Ranchers blindsided by Trump’s border wall

They built a coalition to protect open space. Now, they’re up against the country’s largest construction project.


Jessica Kutz, High Country News (CO)   

Feb. 7, 2020


Since 1994, the Malpai Borderlands Group, a coalition of ranchers, has worked to steward approximately 800,000 acres of rangeland in southern Arizona and New Mexico. The group started with the idea that if its members — ranchers from multiple generations who worked the land — could come together to manage the landscape with other stakeholders, then broader regional decisions could be made with their input.


They have been lauded as a model of collaboration for their work with environmental groups, scientists, nonprofits and federal and state land managers, with the goal of using ranching as a tool for conservation while safeguarding the land’s ecological importance. And for the past two decades, this approach to finding common ground has worked. What was once a tense relationship between ranchers and environmentalists became a strong partnership in the Borderlands.


Ranchers have worked to restore the watershed through a series of small rock structures that slow water runoff during heavy rains, recharging groundwater. A cattle-pond enhancement project aided the threatened Chiricahua leopard frog. The Malpai group has received money from the Natural Resources Conservation Service, a federal agency, to enhance water sources for both the ranchers’ cattle and the wildlife that cross through their land. The group's work has helped inform regional fire-management decisions. Approximately 86,000 acres of land have been protected through conservation easements, maintaining ecological connectivity in a region that both ranchers and environmentalists feared would be fragmented by subdivisions.


But with three of their ranches located along the U.S. Mexico border near the San Bernardino Wildlife Refuge, there was one development the group’s collaborative efforts couldn’t stop: Trump’s border wall.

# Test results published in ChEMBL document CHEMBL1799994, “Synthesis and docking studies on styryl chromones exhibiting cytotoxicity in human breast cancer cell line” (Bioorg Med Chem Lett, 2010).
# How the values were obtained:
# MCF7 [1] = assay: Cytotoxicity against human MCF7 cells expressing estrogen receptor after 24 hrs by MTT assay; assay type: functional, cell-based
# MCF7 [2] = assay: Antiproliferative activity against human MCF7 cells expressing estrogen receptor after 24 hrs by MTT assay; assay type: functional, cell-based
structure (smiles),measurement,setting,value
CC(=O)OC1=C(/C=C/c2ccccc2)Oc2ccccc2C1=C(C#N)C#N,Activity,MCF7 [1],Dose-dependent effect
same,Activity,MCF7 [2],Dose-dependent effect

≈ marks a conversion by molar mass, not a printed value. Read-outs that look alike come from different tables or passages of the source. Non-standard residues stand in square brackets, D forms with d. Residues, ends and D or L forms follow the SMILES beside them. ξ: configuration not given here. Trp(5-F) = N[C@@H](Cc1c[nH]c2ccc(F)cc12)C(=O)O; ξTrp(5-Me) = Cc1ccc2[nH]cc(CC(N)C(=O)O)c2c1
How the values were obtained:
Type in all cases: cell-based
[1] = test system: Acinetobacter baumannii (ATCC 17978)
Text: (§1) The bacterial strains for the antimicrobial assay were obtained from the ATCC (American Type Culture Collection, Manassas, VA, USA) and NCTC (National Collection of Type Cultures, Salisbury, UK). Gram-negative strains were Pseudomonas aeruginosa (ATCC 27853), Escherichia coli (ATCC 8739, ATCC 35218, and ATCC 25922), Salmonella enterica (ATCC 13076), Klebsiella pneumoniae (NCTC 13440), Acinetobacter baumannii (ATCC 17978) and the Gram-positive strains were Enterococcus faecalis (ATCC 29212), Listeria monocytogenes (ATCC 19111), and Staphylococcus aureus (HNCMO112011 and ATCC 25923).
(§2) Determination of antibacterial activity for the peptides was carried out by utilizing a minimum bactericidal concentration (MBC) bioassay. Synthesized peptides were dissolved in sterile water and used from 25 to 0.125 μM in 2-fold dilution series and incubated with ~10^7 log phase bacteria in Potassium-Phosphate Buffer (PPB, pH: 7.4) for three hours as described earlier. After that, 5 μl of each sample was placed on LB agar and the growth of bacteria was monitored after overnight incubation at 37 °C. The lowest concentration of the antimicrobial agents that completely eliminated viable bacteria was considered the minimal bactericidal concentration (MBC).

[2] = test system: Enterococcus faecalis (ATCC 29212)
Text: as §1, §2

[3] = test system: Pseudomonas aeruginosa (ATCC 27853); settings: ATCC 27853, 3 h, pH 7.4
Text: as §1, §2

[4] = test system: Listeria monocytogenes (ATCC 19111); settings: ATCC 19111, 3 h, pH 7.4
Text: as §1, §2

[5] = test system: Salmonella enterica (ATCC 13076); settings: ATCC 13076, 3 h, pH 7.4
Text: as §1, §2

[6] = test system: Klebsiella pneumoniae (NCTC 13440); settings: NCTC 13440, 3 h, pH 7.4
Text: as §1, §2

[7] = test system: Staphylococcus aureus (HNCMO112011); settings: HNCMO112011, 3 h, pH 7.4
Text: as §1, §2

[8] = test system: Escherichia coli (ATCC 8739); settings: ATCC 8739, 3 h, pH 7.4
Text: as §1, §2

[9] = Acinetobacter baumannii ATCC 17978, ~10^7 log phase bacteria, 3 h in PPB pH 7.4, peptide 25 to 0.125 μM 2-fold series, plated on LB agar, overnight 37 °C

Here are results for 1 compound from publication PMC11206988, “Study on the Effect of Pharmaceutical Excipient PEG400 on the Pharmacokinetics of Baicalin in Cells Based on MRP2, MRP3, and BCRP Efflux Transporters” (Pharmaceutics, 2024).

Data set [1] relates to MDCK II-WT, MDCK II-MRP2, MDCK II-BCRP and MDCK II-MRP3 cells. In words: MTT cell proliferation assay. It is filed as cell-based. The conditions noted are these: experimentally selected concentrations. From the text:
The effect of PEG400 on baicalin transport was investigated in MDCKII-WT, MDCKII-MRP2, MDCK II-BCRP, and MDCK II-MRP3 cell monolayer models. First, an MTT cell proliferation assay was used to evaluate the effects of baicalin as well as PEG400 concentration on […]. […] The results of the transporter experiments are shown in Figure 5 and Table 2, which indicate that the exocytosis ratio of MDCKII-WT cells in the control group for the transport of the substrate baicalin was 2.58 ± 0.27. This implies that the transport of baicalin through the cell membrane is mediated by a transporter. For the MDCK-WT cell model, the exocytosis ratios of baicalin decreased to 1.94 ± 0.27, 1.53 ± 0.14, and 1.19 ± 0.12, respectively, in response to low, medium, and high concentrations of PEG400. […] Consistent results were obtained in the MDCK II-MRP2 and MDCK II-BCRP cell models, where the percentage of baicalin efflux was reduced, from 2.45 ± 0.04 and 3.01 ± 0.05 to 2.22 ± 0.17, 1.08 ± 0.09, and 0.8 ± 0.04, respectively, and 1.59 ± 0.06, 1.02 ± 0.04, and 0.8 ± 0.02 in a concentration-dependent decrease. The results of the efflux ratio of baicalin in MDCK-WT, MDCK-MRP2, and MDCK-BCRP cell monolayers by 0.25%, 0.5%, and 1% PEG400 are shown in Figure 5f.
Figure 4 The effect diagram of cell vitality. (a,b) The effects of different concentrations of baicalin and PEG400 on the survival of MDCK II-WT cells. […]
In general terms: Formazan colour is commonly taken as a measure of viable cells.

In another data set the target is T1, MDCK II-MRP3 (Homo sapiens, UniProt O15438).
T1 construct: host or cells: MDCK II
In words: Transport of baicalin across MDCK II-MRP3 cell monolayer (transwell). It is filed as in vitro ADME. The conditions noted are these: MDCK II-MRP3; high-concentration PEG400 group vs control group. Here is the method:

In January, as the 30-foot bollard wall was being erected just a few hours away — carving up wildlife habitat, cutting off water sources for animals like jaguars, javelina and mountain lions, and cordoning off open space between the United States and Mexico — the Malpai Borderlands Group gathered for its annual Science Conference in the sparsely populated town of Rodeo, New Mexico.


Attendees listened to experts talk about things like drought monitoring, invasive grasses and wildlife activity. In his opening remarks, Myles Traphagen, the group’s science coordinator, set the tone for the event. He talked about the various geographies that collide here: the Sierra Madre from the south and the Rocky Mountains from the north, the Chihuahuan Desert from the east, the Sonoran Desert from the west and the Great Plains. With the border wall on his mind, he told the crowd of ranchers, land managers and scientists: “We have some serious threats facing us right now, which could potentially alter that long-term evolutionary history.”


In attendance was Bill McDonald, the former executive director and founding member of the Malpai Borderlands Group. He was wearing a red long-sleeved shirt, suspenders and a white wide-brimmed hat. A fifth-generation cattle rancher, he won the prestigious MacArthur Foundation “genius grant” in 1998 for his work in land conservation.


When asked about his thoughts on the border wall, he told me he feels betrayed by the government...